25 May 2022
25 May 2022
Status: this preprint is currently under review for the journal TC.

Channelised, distributed, and disconnected: Spatial structure and temporal evolution of the subglacial drainage under a valley glacier in the Yukon

Camilo Andrés Rada Giacaman1,2 and Christian Schoof1 Camilo Andrés Rada Giacaman and Christian Schoof
  • 1Department of Earth, Ocean and Atmospheric Sciences, University of British Columbia, 2207 Main Mall, Vancouver, BC Canada
  • 2Centro de Investigación GAIA Antárticah, Universidad de Magallanes, Avenida Bulnes 01855, Punta Arenas, Chile

Abstract. The subglacial drainage system is one of the main controls on basal sliding, but remains only partially understood. Here we expand the analysis of the eight-year dataset of borehole observations presented in Rada and Schoof (2018). These observations were made on a small, alpine polythermal valley glacier in the Yukon Territory, and were previously used to describe the seasonal evolution of the drainage system and to underline the importance of hydraulic isolation at the glacier bed.

Now, to explore the spatial structure of the drainage system and its seasonal progression, we automatically cluster boreholes based on similarities in their pressure records and follow their evolution through the melt season. Some of these borehole clusters show pressure variations that suggest they are part of a drainage system connected to the surface meltwater supply, while others show features consistent with hydraulic isolation. The distribution of connected and isolated boreholes suggests that the distributed drainage system we observe comprises a network of small conduits with spacings smaller than the borehole bottom diameter (approximately 25–50 cm). Within these hydraulically connected areas, pressure phase lags, and amplitude attenuation rarely shows the behaviour expected in a diffusive system. This observation suggests that the diffusivity distribution in such areas presents a fine structure at scales smaller than our minimum borehole spacing of 15 m. However, at a glacier-wide scale, we observe that hydraulic connections are ubiquitous in some regions of the bed and permanently absent in others, suggesting large contrasts in difuisivity.

Within disconnected areas, boreholes often show small amplitude pressure variations associated with horizontal normal stress transfers. Such stress transfers seem to play a more important role than previously considered for controlling the effective pressure distribution at the bed.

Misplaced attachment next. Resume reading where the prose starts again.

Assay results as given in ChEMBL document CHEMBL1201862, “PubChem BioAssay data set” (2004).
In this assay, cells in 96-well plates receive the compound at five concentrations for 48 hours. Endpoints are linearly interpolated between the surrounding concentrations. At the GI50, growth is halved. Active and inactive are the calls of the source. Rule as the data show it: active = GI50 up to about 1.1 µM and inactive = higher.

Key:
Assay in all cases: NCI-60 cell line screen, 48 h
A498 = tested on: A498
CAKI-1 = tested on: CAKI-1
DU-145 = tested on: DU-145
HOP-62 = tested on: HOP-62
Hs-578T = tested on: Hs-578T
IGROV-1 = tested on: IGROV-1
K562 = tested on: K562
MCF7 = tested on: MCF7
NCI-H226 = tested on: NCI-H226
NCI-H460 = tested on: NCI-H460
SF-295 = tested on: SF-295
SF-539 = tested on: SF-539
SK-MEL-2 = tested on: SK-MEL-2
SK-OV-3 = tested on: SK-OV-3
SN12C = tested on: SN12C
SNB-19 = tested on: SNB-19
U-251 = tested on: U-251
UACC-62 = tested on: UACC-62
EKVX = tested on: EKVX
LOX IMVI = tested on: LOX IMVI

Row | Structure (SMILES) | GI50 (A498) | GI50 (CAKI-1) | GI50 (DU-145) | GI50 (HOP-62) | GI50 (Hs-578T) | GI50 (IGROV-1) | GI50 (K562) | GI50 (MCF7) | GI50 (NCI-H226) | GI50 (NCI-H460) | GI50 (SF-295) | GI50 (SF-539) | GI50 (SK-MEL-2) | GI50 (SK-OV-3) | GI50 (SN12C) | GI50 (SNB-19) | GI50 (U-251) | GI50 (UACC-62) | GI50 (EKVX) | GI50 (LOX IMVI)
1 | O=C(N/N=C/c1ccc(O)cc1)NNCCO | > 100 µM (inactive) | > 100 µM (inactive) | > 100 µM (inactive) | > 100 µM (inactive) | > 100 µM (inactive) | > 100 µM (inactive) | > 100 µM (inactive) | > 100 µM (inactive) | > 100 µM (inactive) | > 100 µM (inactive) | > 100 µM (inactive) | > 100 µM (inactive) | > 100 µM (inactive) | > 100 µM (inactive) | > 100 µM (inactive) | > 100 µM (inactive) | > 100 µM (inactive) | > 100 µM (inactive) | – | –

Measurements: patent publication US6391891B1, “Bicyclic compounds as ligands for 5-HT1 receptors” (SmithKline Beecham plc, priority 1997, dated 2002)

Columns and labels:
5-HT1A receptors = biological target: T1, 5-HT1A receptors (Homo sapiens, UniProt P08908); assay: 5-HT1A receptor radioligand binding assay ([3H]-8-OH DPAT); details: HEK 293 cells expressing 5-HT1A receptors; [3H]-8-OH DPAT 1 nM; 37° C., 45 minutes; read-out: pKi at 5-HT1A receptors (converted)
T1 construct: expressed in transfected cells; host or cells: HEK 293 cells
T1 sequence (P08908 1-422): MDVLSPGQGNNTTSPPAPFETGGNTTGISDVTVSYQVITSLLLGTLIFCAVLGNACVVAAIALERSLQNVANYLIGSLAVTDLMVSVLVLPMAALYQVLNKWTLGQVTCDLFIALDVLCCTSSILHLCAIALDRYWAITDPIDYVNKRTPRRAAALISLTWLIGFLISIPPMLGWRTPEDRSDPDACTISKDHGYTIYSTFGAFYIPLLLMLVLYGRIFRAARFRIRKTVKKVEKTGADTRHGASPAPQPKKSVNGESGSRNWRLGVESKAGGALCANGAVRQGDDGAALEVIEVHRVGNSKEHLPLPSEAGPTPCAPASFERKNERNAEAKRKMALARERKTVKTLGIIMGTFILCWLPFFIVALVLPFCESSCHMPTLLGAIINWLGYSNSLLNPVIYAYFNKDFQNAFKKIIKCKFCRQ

Through the melt season, the evolution of borehole clusters suggests that the diurnal meltwater supply promotes the growth of the low-efficiency drainage systems found early in the season while stimulating the shrinkage and fragmentation of the more efficient drainage systems that appear later in the season. Therefore, an increase in drainage efficiency is associated with the growth of disconnected areas.

Our observations support the traditional view of a distributed drainage system early in the melt season that gradually evolves into a progressively more channelized system. However, the most notable difference is the highly heterogeneous distribution of diffusivity that our results suggest and the robust support for disconnected areas. The extent of disconnected areas could be an essential control of basal speed variations. It is possible that even relatively small disconnected areas could have a disproportionate effect on basal speed.

Camilo Andrés Rada Giacaman and Christian Schoof

Status: final response (author comments only)

Comment types: AC – author | RC – referee | CC – community | EC – editor | CEC – chief editor | : Report abuse
  • RC1: 'Comment on tc-2022-90', Anonymous Referee #1, 24 Jun 2022
    • AC1: 'Reply to the comments of referee N°1', Camilo Rada Giacaman, 21 Aug 2022
  • RC2: 'Comment on tc-2022-90', Anonymous Referee #2, 29 Jun 2022
    • AC2: 'Reply to the comments of referee N°2', Camilo Rada Giacaman, 21 Aug 2022

Camilo Andrés Rada Giacaman and Christian Schoof

Camilo Andrés Rada Giacaman and Christian Schoof


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Short summary
Water flowing at the base of glaciers plays a crucial role in controlling the speed at which glaciers move, a key factor to understand how glaciers react to climatic forcings. The processes happening below the glaciers are extremely hard to observe and remain only partially understood. Here we provide novel insight into the subglacial environment based on the analysis of an extensive dataset recorded during eight years on over 300 boreholes on a small, alpine glacier in the Yukon Territory.